Target Areas and Acknowledgement of Blows

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Judging Blows

  1. Judging the effects of blows is left to the honour of the combatant being struck by the weapon, unless they relinquish this responsibility, with the exception of clear violations of the Rules of the Lists or the Conventions of Combat.
  2. Effectiveness of a blow may not be judged by the opposing combatant, the marshal, or other observers. Information unavailable to the combatant being struck may be supplied by the opposing combatant or the marshal, including blade orientation upon impact, apparent force transmitted, or apparent location and angle of the blow's impact based upon the observer's angle of observation.

Target Area

  1. The following target areas apply to all SCA armoured combat:
    Torso
    All of the body (excluding the head and arms) above the points of the hips, the groin, shoulder blades and the area between the neck and the shoulders will be considered part of the torso.
    Face
    The area between the chin and the middle of the forehead and between the ear openings.
    Head
    The whole head and neck except the face as defined above.
    Thighs
    The leg from 25.4mm (1 inch) above the top of the knee to a line even with the bottom of the hip socket.
    Hips
    Area between the bottom of the hip socket to the point of the hip (iliac crest).
    Shoulder
    From the point of the shoulder down to a line even with the top of the underarm.
    Arms
    From the shoulder to 25.4mm (1 inch) above the wrist joint.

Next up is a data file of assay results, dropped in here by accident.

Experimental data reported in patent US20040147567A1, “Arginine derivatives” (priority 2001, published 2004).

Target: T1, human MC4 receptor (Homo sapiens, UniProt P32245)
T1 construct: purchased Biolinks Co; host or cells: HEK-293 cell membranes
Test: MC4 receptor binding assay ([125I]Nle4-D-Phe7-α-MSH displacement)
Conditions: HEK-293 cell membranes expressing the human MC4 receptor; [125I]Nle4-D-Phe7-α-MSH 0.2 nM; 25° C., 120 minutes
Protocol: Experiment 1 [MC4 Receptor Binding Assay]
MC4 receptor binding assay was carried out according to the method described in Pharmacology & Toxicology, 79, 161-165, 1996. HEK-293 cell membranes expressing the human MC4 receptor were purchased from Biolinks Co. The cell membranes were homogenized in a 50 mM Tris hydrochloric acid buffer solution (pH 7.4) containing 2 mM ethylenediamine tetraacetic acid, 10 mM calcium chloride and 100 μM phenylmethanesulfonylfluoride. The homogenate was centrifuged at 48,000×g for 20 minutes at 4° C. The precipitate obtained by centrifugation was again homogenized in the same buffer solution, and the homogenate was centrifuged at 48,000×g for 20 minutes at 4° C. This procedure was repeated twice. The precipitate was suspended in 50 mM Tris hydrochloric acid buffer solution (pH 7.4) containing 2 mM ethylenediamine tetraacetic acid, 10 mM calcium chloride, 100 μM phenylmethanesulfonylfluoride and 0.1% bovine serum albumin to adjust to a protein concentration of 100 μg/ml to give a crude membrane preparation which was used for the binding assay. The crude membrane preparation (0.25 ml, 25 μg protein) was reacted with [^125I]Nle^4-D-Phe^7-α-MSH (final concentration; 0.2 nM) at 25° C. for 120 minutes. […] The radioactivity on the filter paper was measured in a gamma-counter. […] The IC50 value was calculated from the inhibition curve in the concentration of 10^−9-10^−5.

2. Blows that land outside the legal target area shall not be counted unless an illegal target area has been intentionally placed in the path of an impending blow.
  3. Combatants may not intentionally strike areas outside the legal target areas. It is recognised that missile combatants may inadvertently strike outside target areas because of the nature of the weapon used.

Presumed Armour

  1. When judging the effect of blows, all combatants are presumed to be fully armoured. Subject to the conditions set out in section 6.6, special tournaments or combat may be held that redefine which areas of the body are armoured, and to what extent, so long as all the participants are made aware of the special conditions prior to the start of combat.
  2. All "fully armoured" combatants are presumed to be wearing a hauberk over a padded gambeson, with boiled leather arm and leg defences, and an open faced iron helm with a nasal. The helm is presumed to include a very light chain mail drape, permitting vision and resisting cuts by the mere touch of a bladed weapon.
    1. Areas deemed illegal for attack - the wrists from 25.4mm (1 inch) above the hands, and the legs below 25.4mm (1 inch) above the knees - shall be considered safe from all attack.
    2. A good blow from a missile is considered to puncture all presumed armour.

Effects of Blows

Figure 6.1: Kill and Wound Zones for Different Weapon Types
Key Kill:
Kill
Wound:
Wound
Illegal Target:
Illegal Target
(a) Single-handed sword kill and wound zones
(b) Single-handed mass weapon kill and wound zones
(c) Two-handed weapon kill and wound zones
(d) Siege weapon kill and wound zones
(a) Single-handed sword kill and wound zones (b) Single-handed mass weapon kill and wound zones (c) Two-handed weapon kill and wound zones (d) Siege weapon kill and wound zones